Wanna add some bling to your science class and make it runway worthy? Try using Elle magazine as your textbook and consider designer Mathieu Mirano as a mentor.
Son of an astrophysicist, Mathieu’s design experiments borrow from geology, archaeology, entomology, biology, and meteorology. You can see how well his science & fashion mash-ups seamlessly integrate with his ‘regular’ pieces at mathieumirano.com. For a focused view of his science-meets-aesthetic samples check ‘Weird Science’ (p. 200) of the April 2013 edition of Elle.
Samples of the fact-laced fashion elements Mathieu designs include:
– a tulle skirt embellished with 5,000 hand sewn, pea-sized meteorites
– an orange jacket that could pass as an exoskeleton
– zipper pulls shaped like dinosaur vertebrae
– a green chiffon evening dress bodice covered with real (and real shiny!) Thai beetle wings
– a coat that has a lining printed with fossil designs
– a midnight blue evening gown with gilt Archaeopteryx wrapped around the hips and torso
– jackets that are cut to suggest the opposite-of-nerdy lab coats
– modernized stalagmites scattered on a fashion show stage
– a resin dot covered dress wrapped in wire and raised into a lightning storm…just to see what happens
When I asked about the result of the zap-the-dress experiment, Mathieu replied,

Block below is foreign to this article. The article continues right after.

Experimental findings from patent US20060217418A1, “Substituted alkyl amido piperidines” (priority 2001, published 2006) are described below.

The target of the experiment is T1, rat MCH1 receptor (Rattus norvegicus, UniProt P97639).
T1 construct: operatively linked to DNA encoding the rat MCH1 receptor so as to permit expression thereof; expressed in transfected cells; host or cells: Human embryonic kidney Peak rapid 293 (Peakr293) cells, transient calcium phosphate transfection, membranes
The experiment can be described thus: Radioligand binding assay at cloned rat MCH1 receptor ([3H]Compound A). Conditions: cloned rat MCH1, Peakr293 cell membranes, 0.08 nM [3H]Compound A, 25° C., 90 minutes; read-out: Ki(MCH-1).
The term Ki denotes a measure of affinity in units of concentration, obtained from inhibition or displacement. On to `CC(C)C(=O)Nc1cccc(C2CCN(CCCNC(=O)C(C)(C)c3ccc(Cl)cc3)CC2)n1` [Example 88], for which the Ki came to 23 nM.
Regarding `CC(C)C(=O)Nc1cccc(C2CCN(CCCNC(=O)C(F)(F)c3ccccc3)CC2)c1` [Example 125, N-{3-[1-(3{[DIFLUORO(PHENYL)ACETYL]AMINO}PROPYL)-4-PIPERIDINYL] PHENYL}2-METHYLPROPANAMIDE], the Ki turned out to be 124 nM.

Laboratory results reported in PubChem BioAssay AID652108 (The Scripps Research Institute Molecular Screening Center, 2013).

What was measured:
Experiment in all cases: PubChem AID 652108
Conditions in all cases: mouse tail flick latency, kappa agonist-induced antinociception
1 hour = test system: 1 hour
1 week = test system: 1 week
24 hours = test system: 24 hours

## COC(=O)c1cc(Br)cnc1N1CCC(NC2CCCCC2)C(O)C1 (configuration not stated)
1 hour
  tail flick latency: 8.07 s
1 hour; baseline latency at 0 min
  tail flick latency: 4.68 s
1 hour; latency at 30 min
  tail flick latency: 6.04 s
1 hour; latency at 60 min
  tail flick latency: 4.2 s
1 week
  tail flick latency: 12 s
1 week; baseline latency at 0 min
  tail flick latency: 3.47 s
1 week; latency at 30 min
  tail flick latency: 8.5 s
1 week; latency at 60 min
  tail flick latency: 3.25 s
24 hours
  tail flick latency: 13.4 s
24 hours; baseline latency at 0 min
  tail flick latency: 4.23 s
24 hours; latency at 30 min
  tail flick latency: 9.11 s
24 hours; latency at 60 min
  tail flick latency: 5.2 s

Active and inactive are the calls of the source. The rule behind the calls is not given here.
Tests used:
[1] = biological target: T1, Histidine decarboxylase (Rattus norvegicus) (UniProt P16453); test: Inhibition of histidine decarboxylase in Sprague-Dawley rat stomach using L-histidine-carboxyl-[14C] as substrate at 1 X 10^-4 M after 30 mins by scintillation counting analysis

That piece is a particular development that the team is working on over time.
As you can imagine, it takes great research and experimentation.
Can you imagine, teachers? Great research & experimentation in the context of fashion. How fabulous.
Let the fashionistas in your classroom come out & play! Set students to design, create (3-D model or actual garment), and model/display an item of clothing that reflects a scientific concept studied in class. Host a fashion show & invite the paparazzi.
Extra Credit: Ms. Frizzle as Mathieu’s mentor or early inspiration. Discuss.
UPDATE (12/22/14): This year’s Nobel Prize Winner for Physiology or Medicine. May Britt Moser, made a fashion statement by wearing a gown designed to feature ‘grid neurons.’ Read all about it here and here